When the 14th Langley Good Times Cruise-in opens next Saturday, Sept. 10 with up to 2,000 special interest and classic vehicles on display, Jay Finlay will be front and centre with her 1953 Mercury Monterey convertible.
She will have driven 2,500 kilometres from her Sun City West, Ariz. home outside Phoenix.
Long-distance driving in her classy classic convertible with the top down is not a new experience.
She has driven her car 500,000 kilometres since receiving the convertible to mark her graduation from Miramonte High School in Moraga, Calif.
Finlay was 16 years old and had just gotten her driver’s licence.
The beautiful Mercury convertible was a gift from her parents on Memorial Day (last Monday in May) of 1959.
“I wanted a horse, but my parents said ‘no: they eat too much’,” Finlay recalled.
“They said they would get me a car.” She wanted her parents’ blue and white 1954 Oldsmobile Starfire convertible, which her father had purchased new and planned to sell.
“It was only recently that I found out from my sister why I got the Mercury convertible instead of the Oldsmobile,” Finlay said.
“Unknown to me, my sister had wanted the Starfire convertible the year before and ended up with a 1951 Oldsmobile hardtop. My parents didn’t want to show any favoritism.”
In 1959, her father sold the five-year-old Starfire convertible for $400.
Dick Merrill, a commercial artist who owned a sign company, loved cars and made sure his family rode in style. Jay’s mother got a new car every two years, including a pink 1956 Thunderbird.
The love of cars was passed on from father to daughter. Every year, he and young Jay would tour the dealerships to see the newest models. Convertibles were the favourite. They were ideal for the sunny California days and warm nights.
Among Dick Merrill’s sign painting clients was Parker Robb Chevrolet in Walnut Creek. He bought a lot of cars there, including a fully loaded red 1958 Chevrolet Impala convertible.
When it came time to buy his younger daughter her grad car, an ad in the local newspaper drew him to the 1953 Mercury Monterey convertible.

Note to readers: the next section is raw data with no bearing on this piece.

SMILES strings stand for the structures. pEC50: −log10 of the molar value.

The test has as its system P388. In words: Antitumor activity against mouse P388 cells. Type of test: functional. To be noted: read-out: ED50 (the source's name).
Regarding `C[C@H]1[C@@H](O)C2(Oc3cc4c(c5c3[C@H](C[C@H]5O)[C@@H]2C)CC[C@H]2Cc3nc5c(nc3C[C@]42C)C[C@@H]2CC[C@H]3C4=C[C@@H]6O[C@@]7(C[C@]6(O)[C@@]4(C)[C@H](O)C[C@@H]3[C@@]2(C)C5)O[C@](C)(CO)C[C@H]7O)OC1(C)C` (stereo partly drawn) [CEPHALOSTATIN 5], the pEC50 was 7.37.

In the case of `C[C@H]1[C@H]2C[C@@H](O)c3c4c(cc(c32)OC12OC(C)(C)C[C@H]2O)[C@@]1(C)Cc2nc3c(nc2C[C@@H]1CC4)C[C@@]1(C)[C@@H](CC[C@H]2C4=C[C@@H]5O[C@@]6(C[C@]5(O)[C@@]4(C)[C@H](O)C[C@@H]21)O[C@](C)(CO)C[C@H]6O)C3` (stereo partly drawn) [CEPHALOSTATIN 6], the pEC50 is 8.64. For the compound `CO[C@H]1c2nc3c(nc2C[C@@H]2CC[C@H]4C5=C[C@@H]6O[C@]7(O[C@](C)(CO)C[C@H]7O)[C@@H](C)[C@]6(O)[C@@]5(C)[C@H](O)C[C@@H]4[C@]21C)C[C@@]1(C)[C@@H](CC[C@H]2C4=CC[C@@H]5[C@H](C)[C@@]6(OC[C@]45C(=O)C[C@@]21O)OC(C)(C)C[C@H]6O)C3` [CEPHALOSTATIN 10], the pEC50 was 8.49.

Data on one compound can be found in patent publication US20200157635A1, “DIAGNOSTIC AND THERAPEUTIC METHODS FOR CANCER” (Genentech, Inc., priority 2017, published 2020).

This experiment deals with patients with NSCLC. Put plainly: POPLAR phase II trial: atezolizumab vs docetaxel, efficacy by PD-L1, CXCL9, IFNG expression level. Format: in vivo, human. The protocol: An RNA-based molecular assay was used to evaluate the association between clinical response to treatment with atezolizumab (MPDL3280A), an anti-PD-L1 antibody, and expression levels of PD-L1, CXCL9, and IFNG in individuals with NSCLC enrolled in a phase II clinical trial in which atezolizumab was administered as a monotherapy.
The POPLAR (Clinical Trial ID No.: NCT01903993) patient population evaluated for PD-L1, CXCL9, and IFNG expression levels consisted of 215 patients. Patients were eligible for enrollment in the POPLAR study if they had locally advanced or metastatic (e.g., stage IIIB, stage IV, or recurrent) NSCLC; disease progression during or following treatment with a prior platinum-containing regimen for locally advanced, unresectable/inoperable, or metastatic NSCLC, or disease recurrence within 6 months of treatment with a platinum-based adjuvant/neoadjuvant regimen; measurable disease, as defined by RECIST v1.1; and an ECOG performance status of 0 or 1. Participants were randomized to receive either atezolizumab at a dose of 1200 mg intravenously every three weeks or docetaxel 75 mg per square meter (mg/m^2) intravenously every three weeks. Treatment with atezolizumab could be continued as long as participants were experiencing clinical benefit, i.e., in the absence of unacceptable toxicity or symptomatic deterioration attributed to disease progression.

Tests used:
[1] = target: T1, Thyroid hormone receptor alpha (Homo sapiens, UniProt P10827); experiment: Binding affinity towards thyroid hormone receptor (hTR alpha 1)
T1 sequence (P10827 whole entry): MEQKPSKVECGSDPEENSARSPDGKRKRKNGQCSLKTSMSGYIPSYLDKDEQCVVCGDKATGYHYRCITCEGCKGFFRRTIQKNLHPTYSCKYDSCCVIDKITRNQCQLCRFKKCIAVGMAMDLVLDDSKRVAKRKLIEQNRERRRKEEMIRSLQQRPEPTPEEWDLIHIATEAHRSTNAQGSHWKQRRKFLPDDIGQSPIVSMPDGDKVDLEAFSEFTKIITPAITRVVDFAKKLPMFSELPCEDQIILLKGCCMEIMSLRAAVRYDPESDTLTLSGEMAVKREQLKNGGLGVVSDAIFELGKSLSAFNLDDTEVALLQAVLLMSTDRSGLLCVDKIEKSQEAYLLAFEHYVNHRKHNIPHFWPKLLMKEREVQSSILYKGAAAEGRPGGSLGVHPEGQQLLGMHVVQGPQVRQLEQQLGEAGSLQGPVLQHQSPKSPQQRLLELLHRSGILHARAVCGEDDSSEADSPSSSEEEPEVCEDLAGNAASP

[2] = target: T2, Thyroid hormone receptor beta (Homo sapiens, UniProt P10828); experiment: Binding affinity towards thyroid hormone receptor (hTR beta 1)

The car had been purchased by Walnut Creek realtor Jack Wolverton who picked the car up at a dealership beside the plant in Metuchen, N.J., where it was built on Jan. 20, 1953. The convertible was Tahiti Tan with a black top and black and red interior.
He and his wife drove the new convertible back to California and, in the six years he had owned it, the Mercury had travelled less than 80,000 km. It was equipped with factory fog lights, accessory steering wheel, and fender skirts. Dick Merrill paid the original owner $700 for the graduation gift.
“I loved the car but I hated the yucky colour,” Finlay recalled. She paid $60 to have the car painted black the next year.
The Mercury convertible went with her when the family moved to Oregon, and it would be her only car over the next two decades from 1959 to 1979.
She had her car repainted again in 1976 at a shop in Lebanon, Ore. for $700.
After marriage and the birth of her daughter, she would have other cars but kept her Mercury.
“Just sentimental, I guess,” she said. “I have only had six cars in my life, but I always thought my Mercury was the neatest thing.”
She drives her car, which she affectionately calls Nellie, to an average of six major car shows a year.
That has included visits to Keystone, Colorado, Coeur d’Alene, Idaho and Bend, Oregon. And she visited relatives in Vancouver while displaying her car at the Expo ’86 Concours d’Elegance car show at BC Place Stadium.
In 2003, she drove her car on a 7,000-km round pilgrimage to the centennial celebration of the founding of the Ford Motor Company, which included a giant show in Dearborn, Mich.
It was at a 1983 show at the Anderson Fairgrounds near Redding, Calif. that her car caught the eye of famous rock ‘n’ roll DJ Wolfman Jack.
“He asked the promoters who owned the Mercury convertible. When I finally got to meet him, he was a big heavy guy with a big hat sitting in the back of a limo and he offered me $50,000,” she recalled.
“My car was only worth about $10,000 at the time, but I still said ‘no thanks’.”
The car has been amazingly reliable over the half million kilometres of travel. The only major trouble came after having the engine rebuilt before driving the car from Arizona to Tacoma, Wash. in 2007 to attend the Early Ford V8 Club’s Grand National Meet.
“The car started running badly while travelling through California,” she said. “By the time I reached Tacoma, the car was barely running and the automatic transmission was leaking badly.”
The mechanics failed to install the valve lifters correctly and added the wrong type of transmission fluid. After the show, the Mercury was trucked back to the shop in Arizona for repairs.
Finlay travels with a suitcase packed with parts: Generator, starter, points, condenser, water pump, belts, hoses, clamps, and other spares for emergencies.
“I have wanted to attend the Langley car show for years because it’s the largest one in B.C. and one of the top three in the country,” she said.
“All the cars I will see will be new to me, and I love Canada.”
How long will Finlay keep driving the 1953 Mercury Monterey convertible she was owned for 53 years?
“The car will probably outlast me,” she said. “I have no plans to ever trailer it anywhere. I just like to drive it.”
– Alyn Edwards is a classic car enthusiast and partner in Peak Communicators, a Vancouver-based public relations company. firstname.lastname@example.org